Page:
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Smart phone could help ‘prevent blindness’

Scientists have developed an adapted smartphone which can perform eye tests and diagnose vision-related problems. Peek-eye-exam using a smartphoneThe portable sight test kit called Peek was designed in collaboration with scientists at the University of St Andrews, the London School of Hygiene & Tropical Medicine, and NHS Greater Glasgow and Clyde.

The tool is currently being trialled in Kenya to see how effective it is in comparison to state-of-the-art hospital equipment. If successful, researchers believe that Peek could ‘revolutionise the prevention of blindness in low-income countries’.

The device consists of a mobile App and clip-on hardware which enables the smartphone to check spectacles prescription, diagnose cataracts and examine the back of the eye for disease. Requiring minimal training, the system stores contact information and GP’s data for each patient.

Peek was developed by a team which includes Dr Andrew Bastawrous from the London School of Hygiene & Tropical Medicine, the University of St Andrews’ Dr Mario Giardini and Dr Iain Livingstone from the Glasgow Centre for Ophthalmic Research.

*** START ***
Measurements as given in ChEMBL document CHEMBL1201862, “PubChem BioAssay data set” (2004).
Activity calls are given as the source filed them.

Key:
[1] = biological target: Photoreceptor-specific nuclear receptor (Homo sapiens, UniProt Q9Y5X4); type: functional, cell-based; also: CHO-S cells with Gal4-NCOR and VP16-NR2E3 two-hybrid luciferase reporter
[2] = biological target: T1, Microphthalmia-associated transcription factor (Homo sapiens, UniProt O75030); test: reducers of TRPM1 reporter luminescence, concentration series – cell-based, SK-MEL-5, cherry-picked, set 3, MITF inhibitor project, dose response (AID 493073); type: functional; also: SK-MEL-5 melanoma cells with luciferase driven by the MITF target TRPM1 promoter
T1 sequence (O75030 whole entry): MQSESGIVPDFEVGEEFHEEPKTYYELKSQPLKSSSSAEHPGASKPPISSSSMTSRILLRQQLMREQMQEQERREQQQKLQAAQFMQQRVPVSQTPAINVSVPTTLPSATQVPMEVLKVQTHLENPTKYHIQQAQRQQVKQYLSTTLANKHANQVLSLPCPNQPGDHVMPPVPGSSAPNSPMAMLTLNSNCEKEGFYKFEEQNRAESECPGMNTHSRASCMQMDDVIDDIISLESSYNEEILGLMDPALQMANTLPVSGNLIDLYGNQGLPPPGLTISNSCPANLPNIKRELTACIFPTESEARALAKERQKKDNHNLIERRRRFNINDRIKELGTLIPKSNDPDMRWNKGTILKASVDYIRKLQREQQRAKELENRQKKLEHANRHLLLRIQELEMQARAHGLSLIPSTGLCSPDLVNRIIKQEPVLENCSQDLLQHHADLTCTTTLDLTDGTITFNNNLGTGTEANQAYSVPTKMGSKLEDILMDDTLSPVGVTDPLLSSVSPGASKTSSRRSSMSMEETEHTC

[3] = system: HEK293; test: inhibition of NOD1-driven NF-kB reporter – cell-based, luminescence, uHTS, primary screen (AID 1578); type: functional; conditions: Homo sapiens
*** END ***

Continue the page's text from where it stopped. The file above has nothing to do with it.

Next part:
Dr Bastawrous, who is currently testing the device in Kenya, said: “Patients who need it most will never be able to reach hospital because they’re the ones beyond the end of the road. They don’t have income to find transport so we needed a way to find them.

“We hope that Peek will provide eye care for those who are the poorest of the poor. A lot of the hospitals are able to provide cataract surgery, which is the most common cause of blindness, but actually getting the patient to the hospitals is the problem.

“Peek allows the technicians to go to the patients’ homes, examine them at their front doors and diagnose them there and then.”

The development of Peek has been jointly funded by the British Council for the Prevention of Blindness, the Medical Research Council, Fight for Sight and the International Glaucoma Association.

Photography copyright of Peek

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